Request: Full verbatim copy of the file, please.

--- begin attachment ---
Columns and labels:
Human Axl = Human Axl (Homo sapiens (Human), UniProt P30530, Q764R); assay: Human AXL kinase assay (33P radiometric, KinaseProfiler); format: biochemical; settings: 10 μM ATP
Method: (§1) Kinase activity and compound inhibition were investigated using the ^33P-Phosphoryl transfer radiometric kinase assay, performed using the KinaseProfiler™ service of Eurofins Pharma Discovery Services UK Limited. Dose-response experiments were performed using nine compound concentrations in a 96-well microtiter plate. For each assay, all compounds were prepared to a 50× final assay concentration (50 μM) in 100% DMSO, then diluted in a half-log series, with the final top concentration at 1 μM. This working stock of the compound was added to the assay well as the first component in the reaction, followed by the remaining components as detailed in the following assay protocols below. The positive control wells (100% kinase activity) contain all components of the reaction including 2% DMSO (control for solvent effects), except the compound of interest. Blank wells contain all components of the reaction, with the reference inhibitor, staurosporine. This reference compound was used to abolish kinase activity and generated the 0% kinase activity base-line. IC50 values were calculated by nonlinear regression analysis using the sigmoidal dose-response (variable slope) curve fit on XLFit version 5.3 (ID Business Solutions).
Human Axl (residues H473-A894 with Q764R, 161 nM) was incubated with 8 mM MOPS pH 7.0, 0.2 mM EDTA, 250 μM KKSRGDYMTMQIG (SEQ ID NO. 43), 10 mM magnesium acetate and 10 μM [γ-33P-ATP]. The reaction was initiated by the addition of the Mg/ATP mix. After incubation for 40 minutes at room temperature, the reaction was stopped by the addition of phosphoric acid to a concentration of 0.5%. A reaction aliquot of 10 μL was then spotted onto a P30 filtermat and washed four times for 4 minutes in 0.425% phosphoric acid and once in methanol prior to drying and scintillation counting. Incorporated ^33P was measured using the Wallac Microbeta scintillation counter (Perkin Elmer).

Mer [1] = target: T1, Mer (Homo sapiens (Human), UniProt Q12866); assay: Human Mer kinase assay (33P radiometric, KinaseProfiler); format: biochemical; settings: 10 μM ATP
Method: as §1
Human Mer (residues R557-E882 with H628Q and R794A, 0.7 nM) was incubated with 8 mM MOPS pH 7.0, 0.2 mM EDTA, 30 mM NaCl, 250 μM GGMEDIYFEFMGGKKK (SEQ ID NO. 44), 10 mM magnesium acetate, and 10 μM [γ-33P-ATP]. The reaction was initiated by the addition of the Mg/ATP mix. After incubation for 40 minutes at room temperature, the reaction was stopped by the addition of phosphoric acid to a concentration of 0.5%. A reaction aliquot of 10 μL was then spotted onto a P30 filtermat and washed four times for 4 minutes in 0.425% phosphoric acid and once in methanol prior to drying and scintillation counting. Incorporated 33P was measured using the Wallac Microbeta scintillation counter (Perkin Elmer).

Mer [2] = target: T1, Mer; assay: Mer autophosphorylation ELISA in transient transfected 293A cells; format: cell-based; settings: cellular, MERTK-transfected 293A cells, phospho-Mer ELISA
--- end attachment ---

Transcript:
Columns and labels:
Human Axl = Human Axl (Homo sapiens (Human), UniProt P30530, Q764R); assay: Human AXL kinase assay (33P radiometric, KinaseProfiler); format: biochemical; settings: 10 μM ATP
Method: (§1) Kinase activity and compound inhibition were investigated using the ^33P-Phosphoryl transfer radiometric kinase assay, performed using the KinaseProfiler™ service of Eurofins Pharma Discovery Services UK Limited. Dose-response experiments were performed using nine compound concentrations in a 96-well microtiter plate. For each assay, all compounds were prepared to a 50× final assay concentration (50 μM) in 100% DMSO, then diluted in a half-log series, with the final top concentration at 1 μM. This working stock of the compound was added to the assay well as the first component in the reaction, followed by the remaining components as detailed in the following assay protocols below. The positive control wells (100% kinase activity) contain all components of the reaction including 2% DMSO (control for solvent effects), except the compound of interest. Blank wells contain all components of the reaction, with the reference inhibitor, staurosporine. This reference compound was used to abolish kinase activity and generated the 0% kinase activity base-line. IC50 values were calculated by nonlinear regression analysis using the sigmoidal dose-response (variable slope) curve fit on XLFit version 5.3 (ID Business Solutions).
Human Axl (residues H473-A894 with Q764R, 161 nM) was incubated with 8 mM MOPS pH 7.0, 0.2 mM EDTA, 250 μM KKSRGDYMTMQIG (SEQ ID NO. 43), 10 mM magnesium acetate and 10 μM [γ-33P-ATP]. The reaction was initiated by the addition of the Mg/ATP mix. After incubation for 40 minutes at room temperature, the reaction was stopped by the addition of phosphoric acid to a concentration of 0.5%. A reaction aliquot of 10 μL was then spotted onto a P30 filtermat and washed four times for 4 minutes in 0.425% phosphoric acid and once in methanol prior to drying and scintillation counting. Incorporated ^33P was measured using the Wallac Microbeta scintillation counter (Perkin Elmer).

Mer [1] = target: T1, Mer (Homo sapiens (Human), UniProt Q12866); assay: Human Mer kinase assay (33P radiometric, KinaseProfiler); format: biochemical; settings: 10 μM ATP
Method: as §1
Human Mer (residues R557-E882 with H628Q and R794A, 0.7 nM) was incubated with 8 mM MOPS pH 7.0, 0.2 mM EDTA, 30 mM NaCl, 250 μM GGMEDIYFEFMGGKKK (SEQ ID NO. 44), 10 mM magnesium acetate, and 10 μM [γ-33P-ATP]. The reaction was initiated by the addition of the Mg/ATP mix. After incubation for 40 minutes at room temperature, the reaction was stopped by the addition of phosphoric acid to a concentration of 0.5%. A reaction aliquot of 10 μL was then spotted onto a P30 filtermat and washed four times for 4 minutes in 0.425% phosphoric acid and once in methanol prior to drying and scintillation counting. Incorporated 33P was measured using the Wallac Microbeta scintillation counter (Perkin Elmer).

Mer [2] = target: T1, Mer; assay: Mer autophosphorylation ELISA in transient transfected 293A cells; format: cell-based; settings: cellular, MERTK-transfected 293A cells, phospho-Mer ELISA